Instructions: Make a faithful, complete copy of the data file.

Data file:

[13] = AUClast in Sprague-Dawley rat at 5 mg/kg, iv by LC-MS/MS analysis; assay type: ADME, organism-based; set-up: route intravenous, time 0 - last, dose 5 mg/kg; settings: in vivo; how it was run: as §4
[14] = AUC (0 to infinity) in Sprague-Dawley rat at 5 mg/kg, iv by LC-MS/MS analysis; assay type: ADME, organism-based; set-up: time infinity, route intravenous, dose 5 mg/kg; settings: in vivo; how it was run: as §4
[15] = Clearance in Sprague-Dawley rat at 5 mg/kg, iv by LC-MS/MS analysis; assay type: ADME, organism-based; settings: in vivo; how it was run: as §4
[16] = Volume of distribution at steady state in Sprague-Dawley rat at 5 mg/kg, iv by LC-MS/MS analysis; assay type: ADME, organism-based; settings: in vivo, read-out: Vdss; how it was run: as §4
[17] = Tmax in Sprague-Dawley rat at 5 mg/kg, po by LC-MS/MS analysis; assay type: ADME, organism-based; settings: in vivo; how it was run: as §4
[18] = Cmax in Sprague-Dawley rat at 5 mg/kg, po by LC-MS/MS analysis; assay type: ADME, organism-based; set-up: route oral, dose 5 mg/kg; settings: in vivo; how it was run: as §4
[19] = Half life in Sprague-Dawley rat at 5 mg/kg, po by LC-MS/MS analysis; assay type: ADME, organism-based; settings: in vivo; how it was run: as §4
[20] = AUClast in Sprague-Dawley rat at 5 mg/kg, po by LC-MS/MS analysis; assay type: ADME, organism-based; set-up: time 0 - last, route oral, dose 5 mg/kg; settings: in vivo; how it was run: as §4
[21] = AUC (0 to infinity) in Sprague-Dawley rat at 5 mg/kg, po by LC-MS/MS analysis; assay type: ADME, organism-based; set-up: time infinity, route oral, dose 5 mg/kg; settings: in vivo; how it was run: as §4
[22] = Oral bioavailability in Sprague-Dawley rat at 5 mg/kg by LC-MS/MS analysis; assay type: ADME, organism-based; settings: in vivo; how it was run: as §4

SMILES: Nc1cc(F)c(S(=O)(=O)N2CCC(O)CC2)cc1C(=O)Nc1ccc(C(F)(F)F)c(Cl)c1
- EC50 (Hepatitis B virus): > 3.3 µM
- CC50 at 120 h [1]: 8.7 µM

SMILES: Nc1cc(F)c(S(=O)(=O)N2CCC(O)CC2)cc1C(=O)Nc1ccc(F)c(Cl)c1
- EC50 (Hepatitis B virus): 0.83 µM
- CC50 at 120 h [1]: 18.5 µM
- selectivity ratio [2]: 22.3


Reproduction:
[13] = AUClast in Sprague-Dawley rat at 5 mg/kg, iv by LC-MS/MS analysis; assay type: ADME, organism-based; set-up: route intravenous, time 0 - last, dose 5 mg/kg; settings: in vivo; how it was run: as §4
[14] = AUC (0 to infinity) in Sprague-Dawley rat at 5 mg/kg, iv by LC-MS/MS analysis; assay type: ADME, organism-based; set-up: time infinity, route intravenous, dose 5 mg/kg; settings: in vivo; how it was run: as §4
[15] = Clearance in Sprague-Dawley rat at 5 mg/kg, iv by LC-MS/MS analysis; assay type: ADME, organism-based; settings: in vivo; how it was run: as §4
[16] = Volume of distribution at steady state in Sprague-Dawley rat at 5 mg/kg, iv by LC-MS/MS analysis; assay type: ADME, organism-based; settings: in vivo, read-out: Vdss; how it was run: as §4
[17] = Tmax in Sprague-Dawley rat at 5 mg/kg, po by LC-MS/MS analysis; assay type: ADME, organism-based; settings: in vivo; how it was run: as §4
[18] = Cmax in Sprague-Dawley rat at 5 mg/kg, po by LC-MS/MS analysis; assay type: ADME, organism-based; set-up: route oral, dose 5 mg/kg; settings: in vivo; how it was run: as §4
[19] = Half life in Sprague-Dawley rat at 5 mg/kg, po by LC-MS/MS analysis; assay type: ADME, organism-based; settings: in vivo; how it was run: as §4
[20] = AUClast in Sprague-Dawley rat at 5 mg/kg, po by LC-MS/MS analysis; assay type: ADME, organism-based; set-up: time 0 - last, route oral, dose 5 mg/kg; settings: in vivo; how it was run: as §4
[21] = AUC (0 to infinity) in Sprague-Dawley rat at 5 mg/kg, po by LC-MS/MS analysis; assay type: ADME, organism-based; set-up: time infinity, route oral, dose 5 mg/kg; settings: in vivo; how it was run: as §4
[22] = Oral bioavailability in Sprague-Dawley rat at 5 mg/kg by LC-MS/MS analysis; assay type: ADME, organism-based; settings: in vivo; how it was run: as §4

SMILES: Nc1cc(F)c(S(=O)(=O)N2CCC(O)CC2)cc1C(=O)Nc1ccc(C(F)(F)F)c(Cl)c1
- EC50 (Hepatitis B virus): > 3.3 µM
- CC50 at 120 h [1]: 8.7 µM

SMILES: Nc1cc(F)c(S(=O)(=O)N2CCC(O)CC2)cc1C(=O)Nc1ccc(F)c(Cl)c1
- EC50 (Hepatitis B virus): 0.83 µM
- CC50 at 120 h [1]: 18.5 µM
- selectivity ratio [2]: 22.3